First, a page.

Taiwan is often overlooked as a scenic tourist destination because it is more popularly known for its thriving technology and international trade. This tiny island-nation to the north of the Philippines and off the southeastern coast of mainland China has one of the fastest growing economies in the region. (Taipei capital coordinates: 25°3″ North, 121°30″ East.) The second biggest city and perhaps the most picturesque city is Kaohsiung (Coordinates: 22°38’N 120°16’E), and a truly scenic destination in Kaohsiung is Sizih Bay.
Situated between Shou Shan and Cijin Island, Sizih Bay, aka Sizihwan Bay, is not difficult to find since the National Sun Yat-sen University, the most important university in the city, is located here. People visit the bay to swim, sunbathe, play volleyball, engage in different forms of water sports (especially surfing and windsurfing), leisurely walk on its fine sandy beach, watch spectacular sunsets, and relax under the row of palm trees.
Taiwan may not be popularly known as a beach paradise destination, but Sizih Bay’s beach is jam-packed in summer. Residents of Kaohsiung and neighboring towns hit the beach to cool off, bathe and beat the searing summer heat. This is one of only two beaches in Kaohsiung; the other is Cijin Beach in Cijin Island. Sizih Bay’s beach boasts of clear azure waters, natural coral reefs and soft white sand. Tourists lie on the sand for hours, waiting for the sun to paint one of the best sunsets in the world. The sight is simply stunning as the sun’s red, golden rays flood both water and sky. But the romance doesn’t stop after the sun has set. The romantic sound of the roaring waves gets more pronounced and the dark waters get filled with lights coming from distant fishing boats. Lights from Kaohsiung Harbor are also visible near the bay entrance.
Just in case people get enough of the sand and beach, which is unlikely to happen, there are other attractions in the area to enjoy, such as the Seaside Park, Coastal Garden, President Chiang’s Memorial Hall, a saltwater aquarium and historical museum. The museum is housed in a century-old building that used to be the British Consulate. It displays old photographs, building plans, maps, artifacts, and other documents that interestingly reveal Taiwan’s colorful history. The British Consulate building was built in 1865 during the Qing Dynasty.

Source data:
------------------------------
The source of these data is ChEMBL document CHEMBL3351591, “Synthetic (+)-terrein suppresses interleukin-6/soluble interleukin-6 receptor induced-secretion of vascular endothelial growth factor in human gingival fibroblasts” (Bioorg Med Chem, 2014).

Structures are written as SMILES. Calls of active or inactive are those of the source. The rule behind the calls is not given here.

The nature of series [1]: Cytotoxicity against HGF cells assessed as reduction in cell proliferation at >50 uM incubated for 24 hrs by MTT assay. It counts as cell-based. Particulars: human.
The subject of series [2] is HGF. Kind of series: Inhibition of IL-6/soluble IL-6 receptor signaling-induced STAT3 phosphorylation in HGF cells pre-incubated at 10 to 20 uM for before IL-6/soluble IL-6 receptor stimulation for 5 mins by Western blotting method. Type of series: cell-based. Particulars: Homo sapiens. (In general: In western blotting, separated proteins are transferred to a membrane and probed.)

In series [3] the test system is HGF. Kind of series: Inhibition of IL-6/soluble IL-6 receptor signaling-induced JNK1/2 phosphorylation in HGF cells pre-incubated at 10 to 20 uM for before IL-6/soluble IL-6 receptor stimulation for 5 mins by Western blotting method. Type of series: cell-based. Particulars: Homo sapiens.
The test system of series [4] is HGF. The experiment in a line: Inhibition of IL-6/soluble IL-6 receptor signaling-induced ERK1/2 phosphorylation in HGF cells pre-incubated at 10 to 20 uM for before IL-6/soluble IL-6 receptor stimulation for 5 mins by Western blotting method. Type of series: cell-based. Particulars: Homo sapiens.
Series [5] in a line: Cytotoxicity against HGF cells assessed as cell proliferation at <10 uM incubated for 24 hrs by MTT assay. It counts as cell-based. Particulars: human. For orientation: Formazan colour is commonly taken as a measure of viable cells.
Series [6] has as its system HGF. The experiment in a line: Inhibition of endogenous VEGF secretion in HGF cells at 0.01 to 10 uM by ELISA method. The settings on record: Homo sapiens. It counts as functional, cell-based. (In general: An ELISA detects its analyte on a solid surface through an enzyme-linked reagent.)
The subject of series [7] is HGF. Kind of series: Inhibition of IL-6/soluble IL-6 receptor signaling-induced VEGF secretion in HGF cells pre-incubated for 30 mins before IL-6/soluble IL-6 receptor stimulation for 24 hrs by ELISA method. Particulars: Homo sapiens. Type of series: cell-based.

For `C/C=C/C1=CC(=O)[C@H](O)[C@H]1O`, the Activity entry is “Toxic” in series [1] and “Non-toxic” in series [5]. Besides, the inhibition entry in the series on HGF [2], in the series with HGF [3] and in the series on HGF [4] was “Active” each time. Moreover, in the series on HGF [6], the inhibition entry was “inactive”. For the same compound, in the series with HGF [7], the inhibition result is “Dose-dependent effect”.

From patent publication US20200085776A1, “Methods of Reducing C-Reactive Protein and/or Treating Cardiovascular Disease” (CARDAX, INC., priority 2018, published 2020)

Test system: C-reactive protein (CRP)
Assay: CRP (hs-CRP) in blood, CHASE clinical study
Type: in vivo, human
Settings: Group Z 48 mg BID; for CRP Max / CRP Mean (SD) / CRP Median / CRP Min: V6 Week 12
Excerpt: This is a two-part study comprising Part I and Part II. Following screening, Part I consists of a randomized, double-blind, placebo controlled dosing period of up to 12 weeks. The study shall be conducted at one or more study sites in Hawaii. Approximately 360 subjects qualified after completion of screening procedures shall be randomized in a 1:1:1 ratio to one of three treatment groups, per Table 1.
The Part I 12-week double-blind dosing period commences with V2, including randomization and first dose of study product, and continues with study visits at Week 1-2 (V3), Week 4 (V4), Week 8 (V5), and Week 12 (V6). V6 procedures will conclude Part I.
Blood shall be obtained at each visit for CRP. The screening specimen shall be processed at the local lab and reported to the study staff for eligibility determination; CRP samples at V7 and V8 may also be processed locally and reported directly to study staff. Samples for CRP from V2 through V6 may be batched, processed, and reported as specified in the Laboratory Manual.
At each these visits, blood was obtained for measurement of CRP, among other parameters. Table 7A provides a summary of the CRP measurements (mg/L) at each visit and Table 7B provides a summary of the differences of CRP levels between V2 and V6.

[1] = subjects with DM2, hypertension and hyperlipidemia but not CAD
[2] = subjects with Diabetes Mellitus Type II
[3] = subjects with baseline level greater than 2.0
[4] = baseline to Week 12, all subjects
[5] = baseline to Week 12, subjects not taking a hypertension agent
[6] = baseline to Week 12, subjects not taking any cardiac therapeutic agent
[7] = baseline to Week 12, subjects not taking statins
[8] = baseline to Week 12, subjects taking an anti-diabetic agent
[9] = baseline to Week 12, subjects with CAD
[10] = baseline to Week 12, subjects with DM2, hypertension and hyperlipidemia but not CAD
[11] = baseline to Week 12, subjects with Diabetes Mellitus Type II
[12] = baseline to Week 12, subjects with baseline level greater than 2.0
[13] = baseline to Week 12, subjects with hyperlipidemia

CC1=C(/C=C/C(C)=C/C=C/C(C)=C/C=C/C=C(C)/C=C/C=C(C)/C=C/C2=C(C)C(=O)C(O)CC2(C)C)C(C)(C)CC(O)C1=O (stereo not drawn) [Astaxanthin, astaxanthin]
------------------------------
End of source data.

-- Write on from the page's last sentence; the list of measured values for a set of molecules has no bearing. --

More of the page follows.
There are other equally interesting sites elsewhere in Kaohsiung. Leading tourist attractions are Tuntex Sky Tower (second tallest building in Taiwan), Kaohsiung National Stadium (largest sports stadium in Taiwan), TianHou Temple (oldest temple in Kaohsiung), Holy Rosary Cathedral (seat of the Catholic Archbishop of Taiwan), Love River, Lotus Lake, and within the lake, Confucius Temple (one of the most majestic temples in Taiwan).
Sizih Bay is one of the more distinguished sites. To get there, simply take the Orange Line. It goes directly to Sizihwan area. As you get off, walk towards the Sun Yat-sen University for about 15 minutes. Walk a little past the university, and before you know it, you’ll be walking on soft fine sands.